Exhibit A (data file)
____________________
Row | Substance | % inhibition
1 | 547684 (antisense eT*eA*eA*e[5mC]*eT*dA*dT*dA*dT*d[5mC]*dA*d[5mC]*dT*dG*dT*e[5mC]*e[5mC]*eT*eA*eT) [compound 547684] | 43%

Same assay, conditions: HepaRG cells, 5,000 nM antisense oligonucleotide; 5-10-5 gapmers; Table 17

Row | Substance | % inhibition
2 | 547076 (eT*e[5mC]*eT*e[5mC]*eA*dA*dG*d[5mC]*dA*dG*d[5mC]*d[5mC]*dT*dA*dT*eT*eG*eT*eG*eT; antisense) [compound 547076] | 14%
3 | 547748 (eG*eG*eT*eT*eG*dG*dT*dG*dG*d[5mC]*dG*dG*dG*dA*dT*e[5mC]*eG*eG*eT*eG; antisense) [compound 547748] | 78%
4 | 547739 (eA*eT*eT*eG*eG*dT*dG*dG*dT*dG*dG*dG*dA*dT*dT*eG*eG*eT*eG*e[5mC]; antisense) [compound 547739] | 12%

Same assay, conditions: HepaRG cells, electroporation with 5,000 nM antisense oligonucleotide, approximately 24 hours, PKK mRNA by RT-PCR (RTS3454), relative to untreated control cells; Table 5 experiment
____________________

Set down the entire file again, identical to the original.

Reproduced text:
Row | Substance | % inhibition
1 | 547684 (antisense eT*eA*eA*e[5mC]*eT*dA*dT*dA*dT*d[5mC]*dA*d[5mC]*dT*dG*dT*e[5mC]*e[5mC]*eT*eA*eT) [compound 547684] | 43%

Same assay, conditions: HepaRG cells, 5,000 nM antisense oligonucleotide; 5-10-5 gapmers; Table 17

Row | Substance | % inhibition
2 | 547076 (eT*e[5mC]*eT*e[5mC]*eA*dA*dG*d[5mC]*dA*dG*d[5mC]*d[5mC]*dT*dA*dT*eT*eG*eT*eG*eT; antisense) [compound 547076] | 14%
3 | 547748 (eG*eG*eT*eT*eG*dG*dT*dG*dG*d[5mC]*dG*dG*dG*dA*dT*e[5mC]*eG*eG*eT*eG; antisense) [compound 547748] | 78%
4 | 547739 (eA*eT*eT*eG*eG*dT*dG*dG*dT*dG*dG*dG*dA*dT*dT*eG*eG*eT*eG*e[5mC]; antisense) [compound 547739] | 12%

Same assay, conditions: HepaRG cells, electroporation with 5,000 nM antisense oligonucleotide, approximately 24 hours, PKK mRNA by RT-PCR (RTS3454), relative to untreated control cells; Table 5 experiment